Andy Walkers’ new venture Bunny Racket, is all about moshing with the ankle-biters.
The sheer volume of media designed to entertain kids in 2016 is undownloadable. But, for all the apps, games, and gadgets that you can plug your kids into so that you don’t have to talk to them at the dinner table, there’s something missing. It’s music. We never really got much further than The Wiggles in the kids music sphere, and that just didn’t sit right with muso Andy Walker. So, he started Bunny Racket—a no-nonsense rock band whose frontman is a giant rabbit called King Bunny.
“It’s basically about getting kids involved in rock and roll, collaborating, art and loud guitars,” says Andy, who’s just got back to Australia from BR HQ, a studio in Joshua Tree in the States. Bunny Racket is Andy and former Kyuss drummer Brant Bjork, and their first album Rock and all Animals, is recently a wrap.
“It’s a project that I’ve been working on with Brant for a couple of years,” continues Andy, “and it came about as a result of us being lifelong rockers, and finding ourselves in the period of our lives where we—and a lot of our friends—now have families, and there’s now always kids around.” Talking to Andy, you can tell that his latest venture is something that he’s super excited about, and I can’t help but get the impression that it’s tied into a general excitement of being a new(ish) dad, and coming to the realisation of all the awesome new stuff he can revisit and introduce his “little dude” to. The idea of “shared experience” is paramount to the Bunny Racket ethos.
“Rock and roll’s still very much seen as an adult thing,” Andy explains. “The shared learning thing is what’s getting me excited the most, I think. Being able to really dig something, and then your kid seeing that you’re into it, and eventually conversing with them going, ‘Oh, these bands used to play when I was a kid, and this is why I used to like them etc…’ ”
Having listened to a few unreleased Bunny Racket tracks, it’s clear that the songs are going to be an awesome vehicle for parents to introduce kids to the bands they love; the influences are so clear in the Bunny Racket songs. And that’s completely deliberate on Andy and Brant’s part.
“It’s The Ramones, Kiss, The Misfits, ACDC, Sabbath, all that stuff, meets…The Cat in the Hat,” Andy states proudly.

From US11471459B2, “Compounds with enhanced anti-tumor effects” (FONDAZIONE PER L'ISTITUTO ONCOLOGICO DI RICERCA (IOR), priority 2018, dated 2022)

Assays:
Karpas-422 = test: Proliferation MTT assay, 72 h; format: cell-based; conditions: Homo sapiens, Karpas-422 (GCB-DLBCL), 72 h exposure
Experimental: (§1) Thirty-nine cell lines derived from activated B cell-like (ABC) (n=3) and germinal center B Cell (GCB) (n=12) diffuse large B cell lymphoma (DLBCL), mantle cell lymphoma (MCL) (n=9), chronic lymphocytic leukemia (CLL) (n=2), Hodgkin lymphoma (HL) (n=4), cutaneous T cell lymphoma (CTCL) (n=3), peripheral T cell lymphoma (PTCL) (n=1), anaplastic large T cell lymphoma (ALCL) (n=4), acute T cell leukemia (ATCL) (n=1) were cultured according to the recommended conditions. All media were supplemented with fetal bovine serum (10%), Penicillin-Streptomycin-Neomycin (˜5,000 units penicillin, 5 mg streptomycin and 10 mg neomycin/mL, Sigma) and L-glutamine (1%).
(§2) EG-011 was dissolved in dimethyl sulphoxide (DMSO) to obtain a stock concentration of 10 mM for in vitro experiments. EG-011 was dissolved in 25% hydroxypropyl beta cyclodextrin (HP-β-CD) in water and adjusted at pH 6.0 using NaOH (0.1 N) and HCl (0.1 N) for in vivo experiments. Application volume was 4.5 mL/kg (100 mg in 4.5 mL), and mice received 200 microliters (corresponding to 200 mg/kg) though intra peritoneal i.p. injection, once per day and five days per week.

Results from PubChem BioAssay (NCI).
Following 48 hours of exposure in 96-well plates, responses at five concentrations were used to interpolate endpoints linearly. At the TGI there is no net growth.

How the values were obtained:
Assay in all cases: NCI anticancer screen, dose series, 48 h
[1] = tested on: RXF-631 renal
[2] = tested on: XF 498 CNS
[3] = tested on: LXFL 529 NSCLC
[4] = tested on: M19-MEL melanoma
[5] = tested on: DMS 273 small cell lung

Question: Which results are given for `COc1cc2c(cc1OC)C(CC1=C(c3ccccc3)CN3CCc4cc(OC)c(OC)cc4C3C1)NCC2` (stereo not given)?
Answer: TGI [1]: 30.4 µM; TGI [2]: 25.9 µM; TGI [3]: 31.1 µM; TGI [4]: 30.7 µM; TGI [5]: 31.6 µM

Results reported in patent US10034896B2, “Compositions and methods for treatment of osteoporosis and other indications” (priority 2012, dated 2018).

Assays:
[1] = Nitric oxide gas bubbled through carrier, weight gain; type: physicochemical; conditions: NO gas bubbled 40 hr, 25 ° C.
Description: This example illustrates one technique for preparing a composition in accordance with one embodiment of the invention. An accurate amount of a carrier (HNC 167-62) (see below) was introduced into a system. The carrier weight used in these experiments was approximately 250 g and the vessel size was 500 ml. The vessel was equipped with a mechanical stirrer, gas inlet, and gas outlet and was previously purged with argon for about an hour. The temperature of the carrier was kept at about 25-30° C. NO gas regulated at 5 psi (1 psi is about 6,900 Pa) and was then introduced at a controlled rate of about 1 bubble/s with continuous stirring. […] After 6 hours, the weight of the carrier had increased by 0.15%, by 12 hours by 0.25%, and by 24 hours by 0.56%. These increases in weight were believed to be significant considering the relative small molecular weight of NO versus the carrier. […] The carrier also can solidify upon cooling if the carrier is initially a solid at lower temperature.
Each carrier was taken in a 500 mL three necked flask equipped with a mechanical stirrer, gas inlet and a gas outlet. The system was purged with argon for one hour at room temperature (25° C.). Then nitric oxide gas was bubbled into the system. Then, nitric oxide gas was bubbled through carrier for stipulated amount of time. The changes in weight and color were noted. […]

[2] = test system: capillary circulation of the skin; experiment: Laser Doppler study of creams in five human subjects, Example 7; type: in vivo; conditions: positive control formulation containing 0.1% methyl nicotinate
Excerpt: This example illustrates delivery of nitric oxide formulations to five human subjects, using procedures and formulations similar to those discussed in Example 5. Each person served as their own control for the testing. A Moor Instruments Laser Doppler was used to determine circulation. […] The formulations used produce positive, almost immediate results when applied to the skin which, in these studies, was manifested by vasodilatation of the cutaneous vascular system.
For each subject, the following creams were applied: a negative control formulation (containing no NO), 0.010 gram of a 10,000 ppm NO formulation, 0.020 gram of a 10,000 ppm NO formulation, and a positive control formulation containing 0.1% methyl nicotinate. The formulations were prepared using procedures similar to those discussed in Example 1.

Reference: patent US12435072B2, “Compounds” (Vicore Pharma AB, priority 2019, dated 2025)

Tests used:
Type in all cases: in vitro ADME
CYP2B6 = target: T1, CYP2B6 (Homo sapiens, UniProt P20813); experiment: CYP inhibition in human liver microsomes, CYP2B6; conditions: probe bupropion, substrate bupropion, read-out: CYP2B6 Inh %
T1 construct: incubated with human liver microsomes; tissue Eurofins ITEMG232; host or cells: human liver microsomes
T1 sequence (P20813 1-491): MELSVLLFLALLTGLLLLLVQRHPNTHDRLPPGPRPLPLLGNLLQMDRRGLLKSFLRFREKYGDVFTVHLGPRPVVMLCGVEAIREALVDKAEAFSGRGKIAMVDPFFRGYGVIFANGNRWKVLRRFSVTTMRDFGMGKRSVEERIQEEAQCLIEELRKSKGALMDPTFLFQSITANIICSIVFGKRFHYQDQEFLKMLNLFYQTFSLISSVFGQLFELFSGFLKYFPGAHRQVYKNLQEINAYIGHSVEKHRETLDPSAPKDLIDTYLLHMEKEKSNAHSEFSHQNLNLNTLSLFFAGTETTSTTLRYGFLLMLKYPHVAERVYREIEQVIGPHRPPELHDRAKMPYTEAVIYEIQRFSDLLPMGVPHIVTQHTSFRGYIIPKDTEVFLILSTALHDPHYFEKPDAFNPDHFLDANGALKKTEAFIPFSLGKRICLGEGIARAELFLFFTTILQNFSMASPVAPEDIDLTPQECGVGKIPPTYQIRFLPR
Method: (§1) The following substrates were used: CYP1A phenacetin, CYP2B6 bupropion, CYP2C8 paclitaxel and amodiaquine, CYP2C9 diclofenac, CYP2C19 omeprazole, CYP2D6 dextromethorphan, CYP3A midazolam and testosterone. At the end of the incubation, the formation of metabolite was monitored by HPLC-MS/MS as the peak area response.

As well as the album—which will be released in September purely on vinyl (a deliberate ploy on Andy’s part to tie in with Bunny Racket’s historical rock ideals), the Bunny Racket mob are also releasing a web series designed to compliment the album. For each track on the album (15) there’s a ten minute clip that explains where King Bunny was at the time of the track’s conception (both in place and headspace) and the other animals that were involved in the collaborative process of laying down the track.
“It’s teaching kids about rock and roll culture and collaborating with other artists,” explains Andy. “The history of rock and fun and games really. And it’s something that all of us bigger kids can get into as well. It’s pretty much the funnest project that I’ve ever done in my life. And I get to ask all of these amazing musicians if they want to be a part of it, whether that’s being in the live show, or the web series, or recording.”
One of the biggest coups of Bunny Racket, is that the man laying down the lead guitar licks on the album is none other than Robby Krieger from The Doors. One can’t help but wonder how difficult conveying the idea of a band fronted by a giant bunny rabbit to established musicians is, but Andy says that Robby was into the concept from the start.
“Robby’s 70 and his kid Waylon is like, 45,” laughs Andy. “So he’s well past the little kid stage. But he’s so into bringing music to children and getting kids to learn from their parents and their parents’ friends rather than the TV screen. And he’s a big advocate of getting music back into school curriculums in the States, as it’s been taken out almost completely. Most schools in America don’t teach music, and he’s put together a programme to get music back. Music’s the ultimate way to learn if you’re into it. Keeps the brain active.”
From the personal experience of growing up in a vaguely conservative environment, I know that the moral panic associated with Rock ’n’ Roll—sex, drugs, throwing TVs out of windows—is still a factor that prevents some parents from introducing
their kids to the good stuff too early. I ask Andy if Bunny Racket was a conscious decision to steer the Rock ’n’ Roll narrative away from this sentiment.
“That was never the intention,” he replies. “Clearly we’re not going to teach our kids about the deep, dark recesses of rock and roll, and some of the places that we’ve all been. But, all the good stuff, all the important stuff that makes sense, is where we’re coming from. And if you’re a rocker yourself, y’know, it’s not all about getting loose. It’s about feeling empowered through music and feeling that other people are into what you’re into. You’re not alone, there’s this cool thing happening. If that’s something that you can turn kids onto early, then that’s great.”
Splendour in the Grass will be the first live outing for Bunny Racket, and Andy’s rounded up the Australian muso mafia to help. Hamish Rosser from The Vines and Wolfmother is on the skins, Dean Sutherland from Skunkhour on bass, and Dave Jackson from the New High (aka Jack Rabbitson) on guitar. A bunch of really established musicians dressed as giant bunnies playing loud Rock ’n’ Roll about Jaguars and how a chicken is not a fruit, sounds like the epitome of a wacky good time to me, and you get the feeling that Andy shares this sentiment.